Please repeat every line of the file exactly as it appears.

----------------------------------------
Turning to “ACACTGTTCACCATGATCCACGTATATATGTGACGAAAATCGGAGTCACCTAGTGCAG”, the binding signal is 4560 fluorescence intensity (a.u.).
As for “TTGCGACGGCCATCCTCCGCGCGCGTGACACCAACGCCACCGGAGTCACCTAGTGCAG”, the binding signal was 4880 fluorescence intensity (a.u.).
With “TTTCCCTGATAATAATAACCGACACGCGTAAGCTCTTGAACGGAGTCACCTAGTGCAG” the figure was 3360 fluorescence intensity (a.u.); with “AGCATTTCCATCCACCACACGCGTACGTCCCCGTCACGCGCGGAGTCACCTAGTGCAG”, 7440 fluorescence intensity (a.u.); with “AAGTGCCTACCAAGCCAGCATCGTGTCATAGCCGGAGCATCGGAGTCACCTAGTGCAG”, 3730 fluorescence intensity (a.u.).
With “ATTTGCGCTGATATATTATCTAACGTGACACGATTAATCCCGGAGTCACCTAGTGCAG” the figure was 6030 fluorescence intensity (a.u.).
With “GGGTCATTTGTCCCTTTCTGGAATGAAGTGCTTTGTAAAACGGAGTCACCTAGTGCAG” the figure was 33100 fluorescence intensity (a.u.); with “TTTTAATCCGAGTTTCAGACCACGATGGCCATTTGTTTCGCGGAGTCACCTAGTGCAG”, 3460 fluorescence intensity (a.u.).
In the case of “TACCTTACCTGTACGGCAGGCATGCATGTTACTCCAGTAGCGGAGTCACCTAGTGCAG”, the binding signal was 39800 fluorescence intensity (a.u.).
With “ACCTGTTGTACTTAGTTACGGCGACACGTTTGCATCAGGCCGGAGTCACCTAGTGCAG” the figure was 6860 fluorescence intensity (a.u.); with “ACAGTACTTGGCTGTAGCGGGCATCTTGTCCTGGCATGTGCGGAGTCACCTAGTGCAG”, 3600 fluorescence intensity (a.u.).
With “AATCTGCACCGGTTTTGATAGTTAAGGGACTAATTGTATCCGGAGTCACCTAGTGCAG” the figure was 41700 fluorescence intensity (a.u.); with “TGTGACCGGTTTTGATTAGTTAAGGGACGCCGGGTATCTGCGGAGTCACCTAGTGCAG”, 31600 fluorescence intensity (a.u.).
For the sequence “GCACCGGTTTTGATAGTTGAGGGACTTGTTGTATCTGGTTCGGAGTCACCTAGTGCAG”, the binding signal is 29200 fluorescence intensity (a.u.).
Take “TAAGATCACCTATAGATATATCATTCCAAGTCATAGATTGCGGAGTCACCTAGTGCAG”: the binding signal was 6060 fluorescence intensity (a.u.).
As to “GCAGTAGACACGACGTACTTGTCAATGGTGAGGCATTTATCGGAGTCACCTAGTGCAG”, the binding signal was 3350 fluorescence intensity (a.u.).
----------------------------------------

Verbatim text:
Turning to “ACACTGTTCACCATGATCCACGTATATATGTGACGAAAATCGGAGTCACCTAGTGCAG”, the binding signal is 4560 fluorescence intensity (a.u.).
As for “TTGCGACGGCCATCCTCCGCGCGCGTGACACCAACGCCACCGGAGTCACCTAGTGCAG”, the binding signal was 4880 fluorescence intensity (a.u.).
With “TTTCCCTGATAATAATAACCGACACGCGTAAGCTCTTGAACGGAGTCACCTAGTGCAG” the figure was 3360 fluorescence intensity (a.u.); with “AGCATTTCCATCCACCACACGCGTACGTCCCCGTCACGCGCGGAGTCACCTAGTGCAG”, 7440 fluorescence intensity (a.u.); with “AAGTGCCTACCAAGCCAGCATCGTGTCATAGCCGGAGCATCGGAGTCACCTAGTGCAG”, 3730 fluorescence intensity (a.u.).
With “ATTTGCGCTGATATATTATCTAACGTGACACGATTAATCCCGGAGTCACCTAGTGCAG” the figure was 6030 fluorescence intensity (a.u.).
With “GGGTCATTTGTCCCTTTCTGGAATGAAGTGCTTTGTAAAACGGAGTCACCTAGTGCAG” the figure was 33100 fluorescence intensity (a.u.); with “TTTTAATCCGAGTTTCAGACCACGATGGCCATTTGTTTCGCGGAGTCACCTAGTGCAG”, 3460 fluorescence intensity (a.u.).
In the case of “TACCTTACCTGTACGGCAGGCATGCATGTTACTCCAGTAGCGGAGTCACCTAGTGCAG”, the binding signal was 39800 fluorescence intensity (a.u.).
With “ACCTGTTGTACTTAGTTACGGCGACACGTTTGCATCAGGCCGGAGTCACCTAGTGCAG” the figure was 6860 fluorescence intensity (a.u.); with “ACAGTACTTGGCTGTAGCGGGCATCTTGTCCTGGCATGTGCGGAGTCACCTAGTGCAG”, 3600 fluorescence intensity (a.u.).
With “AATCTGCACCGGTTTTGATAGTTAAGGGACTAATTGTATCCGGAGTCACCTAGTGCAG” the figure was 41700 fluorescence intensity (a.u.); with “TGTGACCGGTTTTGATTAGTTAAGGGACGCCGGGTATCTGCGGAGTCACCTAGTGCAG”, 31600 fluorescence intensity (a.u.).
For the sequence “GCACCGGTTTTGATAGTTGAGGGACTTGTTGTATCTGGTTCGGAGTCACCTAGTGCAG”, the binding signal is 29200 fluorescence intensity (a.u.).
Take “TAAGATCACCTATAGATATATCATTCCAAGTCATAGATTGCGGAGTCACCTAGTGCAG”: the binding signal was 6060 fluorescence intensity (a.u.).
As to “GCAGTAGACACGACGTACTTGTCAATGGTGAGGCATTTATCGGAGTCACCTAGTGCAG”, the binding signal was 3350 fluorescence intensity (a.u.).